In this poem Plath is addressing her childern. she refers to the cry of her childern with a bold cry taking its place among the elements. This is a reference to her experience with her husband that she wants to establish a separate personality from her husband. In general these lines reveal many of thr mothers feelings for her child using symbolisms and comparisons. Childern symbolize purity and ...
288).? This could explain why as children become adults they search for a partner that resembles there mother the fullest. The more affection a mother shows her child, the more the child will ultimately wish to return to her. The most radical idea about this is that a child might wish to have sex with their mother. They would then see their father as a threat because he is with mommy and wishes to kill him. Also, the idea of returning to ones mother could explain why as humans grow they are never fully satisfied or happy due to repressed sexual energy that society has created. The idea being with your mother is seen by society as preposterous and morally unacceptable. However, to Freud, it is seen as natural sexual energy being released. Further, from the parents Freud believed that the foundations of religion began. Freud was an opponent of religion and believed that it served only as a repressor of humanity and as security to society. Freud argued that its beginnings arose from the childhood experience. ?Thus his longing for a father is a motive identical with his need for protection against the consequences if his human weakness. The defense against childish helplessness is what lends its characteristic features to the adults reaction to the helplessness which he has to acknowledge-a reaction which is precisely the formation of religion (Freud pg.
699).? Freud claimed that religion was nothing more than this, and if society could disregard of it, things in life could be seen in completely different fashions. Until this was done, humans would be repressing themselves with added moral codes. We now begin to see where happiness falls into the equation, or lack thereof. But, first we must fully understand our human qualities before we see how society is restraining our growth as humanity. Up till now we have learned about the oral and anal stages of a child?s growth and our want to ultimately return to our mothers as we grow. We have also learned from Freud that religion is nothing more than security and moral codes in society and serves as a repressor to natural human feelings. Lastly, we should understand Freud?s thoughts on human aggressiveness. Freud believed that humans were not gentle creatures that wanted to be loved, and ?who at most can defend themselves if they are attacked; they are, on the contrary, creatures among whose instinctual endowments is to be reckoned a powerful share of aggressiveness (Freud, pg. 749).? As a result, human aggression has been given various instruments throughout society to hold it together. One example is that of work which allows humans to in a way focus on other things than their aggression. Another example is sports, which allows people to vent their aggression in a civilized fashion. Ultimately, natural human aggression is another part of humanity, which has been repressed by laws, moral codes, and the culture in today?s society. Similarly, there are various forms in which human sexual energy has been sublimated into society. Freud touches on the most basic forms of communication such as a tap on the butt or flirting and how these actions are methods for humans to vent their sexual energy. A person might repress their oral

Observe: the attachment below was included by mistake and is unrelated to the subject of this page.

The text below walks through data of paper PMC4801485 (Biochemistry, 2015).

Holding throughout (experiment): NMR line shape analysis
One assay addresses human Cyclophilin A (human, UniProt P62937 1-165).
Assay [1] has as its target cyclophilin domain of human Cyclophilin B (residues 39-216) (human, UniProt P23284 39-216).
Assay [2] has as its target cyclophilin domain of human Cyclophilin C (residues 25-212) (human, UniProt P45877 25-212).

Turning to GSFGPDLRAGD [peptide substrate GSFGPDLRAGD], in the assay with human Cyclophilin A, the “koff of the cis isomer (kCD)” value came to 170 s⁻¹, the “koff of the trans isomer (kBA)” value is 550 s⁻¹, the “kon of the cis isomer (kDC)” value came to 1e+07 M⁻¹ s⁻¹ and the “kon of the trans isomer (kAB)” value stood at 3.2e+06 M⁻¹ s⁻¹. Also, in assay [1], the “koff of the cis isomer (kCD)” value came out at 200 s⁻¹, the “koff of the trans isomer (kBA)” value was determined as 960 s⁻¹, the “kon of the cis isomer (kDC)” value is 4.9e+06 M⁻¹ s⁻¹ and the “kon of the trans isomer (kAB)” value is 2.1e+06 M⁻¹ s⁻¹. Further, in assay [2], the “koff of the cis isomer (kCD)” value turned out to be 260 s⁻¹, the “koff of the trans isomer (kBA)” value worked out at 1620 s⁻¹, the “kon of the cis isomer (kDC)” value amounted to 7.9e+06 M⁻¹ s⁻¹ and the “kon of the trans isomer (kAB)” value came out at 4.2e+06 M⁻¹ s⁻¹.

Effects of Evolution on Human Society The basic law of Darwinist concept of evolution is that simpler forms of life evolve into organisms that are more complex. If we look at social progress, it will appear that it follows the same pattern - from slavery to feudalism and from feudalism to capitalism. Now we live at the beginning of post-industrial era. Therefore, we can say that biological and ...
Freud, Sigmundd. Freudian Reader. New York Press, ew York, 1978.